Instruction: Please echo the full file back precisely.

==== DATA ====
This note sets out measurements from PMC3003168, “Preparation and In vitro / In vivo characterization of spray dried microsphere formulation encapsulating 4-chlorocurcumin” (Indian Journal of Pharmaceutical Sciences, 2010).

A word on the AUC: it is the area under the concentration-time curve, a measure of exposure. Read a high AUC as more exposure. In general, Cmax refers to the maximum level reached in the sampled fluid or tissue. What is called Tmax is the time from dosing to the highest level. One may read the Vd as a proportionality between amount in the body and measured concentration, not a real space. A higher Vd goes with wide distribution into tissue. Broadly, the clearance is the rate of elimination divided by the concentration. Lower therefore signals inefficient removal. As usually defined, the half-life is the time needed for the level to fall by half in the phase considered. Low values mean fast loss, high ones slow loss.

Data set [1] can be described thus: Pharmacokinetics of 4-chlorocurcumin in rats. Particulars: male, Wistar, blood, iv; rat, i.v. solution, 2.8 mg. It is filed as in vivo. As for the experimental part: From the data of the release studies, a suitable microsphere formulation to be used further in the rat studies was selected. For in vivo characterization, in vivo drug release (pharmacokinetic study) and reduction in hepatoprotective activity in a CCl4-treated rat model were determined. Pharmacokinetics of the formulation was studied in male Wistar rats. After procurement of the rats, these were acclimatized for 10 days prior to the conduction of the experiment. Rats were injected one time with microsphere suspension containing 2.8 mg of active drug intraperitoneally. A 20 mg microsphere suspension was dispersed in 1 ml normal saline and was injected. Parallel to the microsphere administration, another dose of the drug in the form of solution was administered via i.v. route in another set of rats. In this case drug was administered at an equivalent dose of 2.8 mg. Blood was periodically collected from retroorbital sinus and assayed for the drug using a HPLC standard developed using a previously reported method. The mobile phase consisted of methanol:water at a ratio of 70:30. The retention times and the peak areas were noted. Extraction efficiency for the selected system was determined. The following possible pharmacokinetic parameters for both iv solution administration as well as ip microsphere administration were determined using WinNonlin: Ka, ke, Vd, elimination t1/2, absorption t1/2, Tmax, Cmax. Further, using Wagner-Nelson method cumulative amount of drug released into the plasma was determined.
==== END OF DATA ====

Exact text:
This note sets out measurements from PMC3003168, “Preparation and In vitro / In vivo characterization of spray dried microsphere formulation encapsulating 4-chlorocurcumin” (Indian Journal of Pharmaceutical Sciences, 2010).

A word on the AUC: it is the area under the concentration-time curve, a measure of exposure. Read a high AUC as more exposure. In general, Cmax refers to the maximum level reached in the sampled fluid or tissue. What is called Tmax is the time from dosing to the highest level. One may read the Vd as a proportionality between amount in the body and measured concentration, not a real space. A higher Vd goes with wide distribution into tissue. Broadly, the clearance is the rate of elimination divided by the concentration. Lower therefore signals inefficient removal. As usually defined, the half-life is the time needed for the level to fall by half in the phase considered. Low values mean fast loss, high ones slow loss.

Data set [1] can be described thus: Pharmacokinetics of 4-chlorocurcumin in rats. Particulars: male, Wistar, blood, iv; rat, i.v. solution, 2.8 mg. It is filed as in vivo. As for the experimental part: From the data of the release studies, a suitable microsphere formulation to be used further in the rat studies was selected. For in vivo characterization, in vivo drug release (pharmacokinetic study) and reduction in hepatoprotective activity in a CCl4-treated rat model were determined. Pharmacokinetics of the formulation was studied in male Wistar rats. After procurement of the rats, these were acclimatized for 10 days prior to the conduction of the experiment. Rats were injected one time with microsphere suspension containing 2.8 mg of active drug intraperitoneally. A 20 mg microsphere suspension was dispersed in 1 ml normal saline and was injected. Parallel to the microsphere administration, another dose of the drug in the form of solution was administered via i.v. route in another set of rats. In this case drug was administered at an equivalent dose of 2.8 mg. Blood was periodically collected from retroorbital sinus and assayed for the drug using a HPLC standard developed using a previously reported method. The mobile phase consisted of methanol:water at a ratio of 70:30. The retention times and the peak areas were noted. Extraction efficiency for the selected system was determined. The following possible pharmacokinetic parameters for both iv solution administration as well as ip microsphere administration were determined using WinNonlin: Ka, ke, Vd, elimination t1/2, absorption t1/2, Tmax, Cmax. Further, using Wagner-Nelson method cumulative amount of drug released into the plasma was determined.